Allergy Alleviating Ally #2:  Mullein, Verbascum ssp. including Verbascum thapsus, Verbascum olympicum (West Coast), Verbascum densiflorum


Mullein, Verbascum thapsus in flower
Photo by Forest & Kim Starr

Mullein is a biannual whose leaves are excellent for the lungs.  They open up the lungs, reduce inflammation and constriction, and moisten and nourish the tissues.  Mullein leaves are also great at reducing muscle pain.  Mullein flowers are antimicrobial and the main ingredient in ear oils!  This plant really helps reduce the wheezing of springtime allergies.  Phyllis Light taught me that Native Americans powdered together Mullein root and Black Walnut Hulls and sprinkled this mixture in water to stun fish.  Who says you need a fishing rod?  Cultures the world over have used various plants in this method.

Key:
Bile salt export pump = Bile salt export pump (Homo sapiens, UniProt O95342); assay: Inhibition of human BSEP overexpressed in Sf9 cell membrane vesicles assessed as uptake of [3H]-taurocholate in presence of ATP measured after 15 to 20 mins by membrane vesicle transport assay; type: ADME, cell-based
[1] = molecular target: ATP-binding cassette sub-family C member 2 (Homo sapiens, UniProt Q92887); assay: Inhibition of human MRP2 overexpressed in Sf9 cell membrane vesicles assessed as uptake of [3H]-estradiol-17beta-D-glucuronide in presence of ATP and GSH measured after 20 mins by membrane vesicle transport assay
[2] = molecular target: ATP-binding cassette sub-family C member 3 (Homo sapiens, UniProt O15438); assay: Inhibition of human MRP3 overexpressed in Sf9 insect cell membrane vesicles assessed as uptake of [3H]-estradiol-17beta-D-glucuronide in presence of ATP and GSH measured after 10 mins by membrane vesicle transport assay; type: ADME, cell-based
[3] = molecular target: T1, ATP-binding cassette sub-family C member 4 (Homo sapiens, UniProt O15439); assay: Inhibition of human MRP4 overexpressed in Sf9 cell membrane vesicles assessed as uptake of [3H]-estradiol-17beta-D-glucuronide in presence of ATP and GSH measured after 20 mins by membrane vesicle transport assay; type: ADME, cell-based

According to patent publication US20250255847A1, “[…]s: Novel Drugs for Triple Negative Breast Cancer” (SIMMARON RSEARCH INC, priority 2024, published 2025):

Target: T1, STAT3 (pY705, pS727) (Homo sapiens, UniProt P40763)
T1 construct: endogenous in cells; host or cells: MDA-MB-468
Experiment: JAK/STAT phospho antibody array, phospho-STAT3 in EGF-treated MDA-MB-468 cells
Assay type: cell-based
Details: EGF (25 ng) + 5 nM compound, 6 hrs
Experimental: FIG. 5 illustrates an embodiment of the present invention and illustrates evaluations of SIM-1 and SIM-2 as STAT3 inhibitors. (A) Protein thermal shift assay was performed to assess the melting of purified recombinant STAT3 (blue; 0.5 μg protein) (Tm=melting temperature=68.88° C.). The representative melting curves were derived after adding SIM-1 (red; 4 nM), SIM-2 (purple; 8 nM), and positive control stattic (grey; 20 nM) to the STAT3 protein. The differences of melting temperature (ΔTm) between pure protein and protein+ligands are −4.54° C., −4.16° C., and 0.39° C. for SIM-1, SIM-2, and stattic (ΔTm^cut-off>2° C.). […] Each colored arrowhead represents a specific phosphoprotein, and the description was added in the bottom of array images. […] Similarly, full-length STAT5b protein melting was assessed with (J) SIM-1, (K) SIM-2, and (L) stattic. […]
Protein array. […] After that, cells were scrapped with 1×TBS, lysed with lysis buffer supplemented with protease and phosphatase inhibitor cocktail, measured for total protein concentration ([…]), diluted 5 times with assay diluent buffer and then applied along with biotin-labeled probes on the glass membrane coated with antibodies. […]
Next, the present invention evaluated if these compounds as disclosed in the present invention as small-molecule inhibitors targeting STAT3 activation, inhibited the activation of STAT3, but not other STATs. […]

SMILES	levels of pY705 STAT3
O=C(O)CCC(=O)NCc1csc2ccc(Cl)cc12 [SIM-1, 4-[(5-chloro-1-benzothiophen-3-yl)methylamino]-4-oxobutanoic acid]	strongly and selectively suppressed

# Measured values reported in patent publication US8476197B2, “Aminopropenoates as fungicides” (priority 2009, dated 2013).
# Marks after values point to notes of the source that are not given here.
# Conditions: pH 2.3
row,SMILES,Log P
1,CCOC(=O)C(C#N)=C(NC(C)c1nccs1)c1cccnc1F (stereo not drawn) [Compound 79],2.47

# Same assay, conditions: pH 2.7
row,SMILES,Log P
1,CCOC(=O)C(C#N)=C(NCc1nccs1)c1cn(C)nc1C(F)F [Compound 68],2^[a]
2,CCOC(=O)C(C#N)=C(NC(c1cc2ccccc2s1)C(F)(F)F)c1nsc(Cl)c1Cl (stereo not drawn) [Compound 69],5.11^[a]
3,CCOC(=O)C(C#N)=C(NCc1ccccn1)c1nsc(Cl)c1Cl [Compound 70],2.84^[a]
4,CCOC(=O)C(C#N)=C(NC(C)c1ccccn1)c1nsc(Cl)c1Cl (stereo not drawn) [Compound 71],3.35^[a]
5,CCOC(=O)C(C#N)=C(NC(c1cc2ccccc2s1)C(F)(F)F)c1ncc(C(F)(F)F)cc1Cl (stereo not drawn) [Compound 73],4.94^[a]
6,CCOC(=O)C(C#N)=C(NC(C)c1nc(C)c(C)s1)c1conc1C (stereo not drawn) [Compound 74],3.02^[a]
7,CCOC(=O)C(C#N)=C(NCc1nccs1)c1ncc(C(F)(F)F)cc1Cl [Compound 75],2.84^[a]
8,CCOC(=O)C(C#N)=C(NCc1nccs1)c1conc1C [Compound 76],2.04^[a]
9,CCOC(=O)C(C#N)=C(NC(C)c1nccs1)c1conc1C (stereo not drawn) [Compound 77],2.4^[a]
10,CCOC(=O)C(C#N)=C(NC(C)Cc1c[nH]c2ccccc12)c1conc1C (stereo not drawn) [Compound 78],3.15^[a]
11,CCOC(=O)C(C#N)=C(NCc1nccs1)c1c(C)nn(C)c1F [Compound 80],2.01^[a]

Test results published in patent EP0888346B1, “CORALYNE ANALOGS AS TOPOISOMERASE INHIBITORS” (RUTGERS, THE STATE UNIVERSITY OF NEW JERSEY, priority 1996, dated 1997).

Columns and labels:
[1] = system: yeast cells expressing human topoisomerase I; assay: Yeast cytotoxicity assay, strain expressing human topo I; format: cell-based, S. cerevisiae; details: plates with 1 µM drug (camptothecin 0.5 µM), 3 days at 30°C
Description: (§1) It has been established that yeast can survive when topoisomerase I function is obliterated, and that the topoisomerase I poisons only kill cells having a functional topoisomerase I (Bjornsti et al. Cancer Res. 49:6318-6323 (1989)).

Note to all asthmatics, you should always carry a rescue inhaler with you at all times, even if you get relief from some herbal supplements.  It's a sensible rule of thumb.

Allergy Alleviating Allies #3 & #4, The Mint Family Duo:  Peppermint, Mentha piperita & Ground Ivy, Glechoma hederacea

Peppermint, Mentha piperita

Peppermint.  Ever been annoyed at this plant taking over your garden??  Mints are invasive, but oh so helpful.  Stimulating and cooling both at the same time, Peppermint is diaphoretic, deeply stimulating, contraindicated in pregnancy other than in small amounts, and its potent aromatic oils open and cool congested, irritated sinuses.

Ground Ivy, Glechoma hederacea @ extension.umass.edu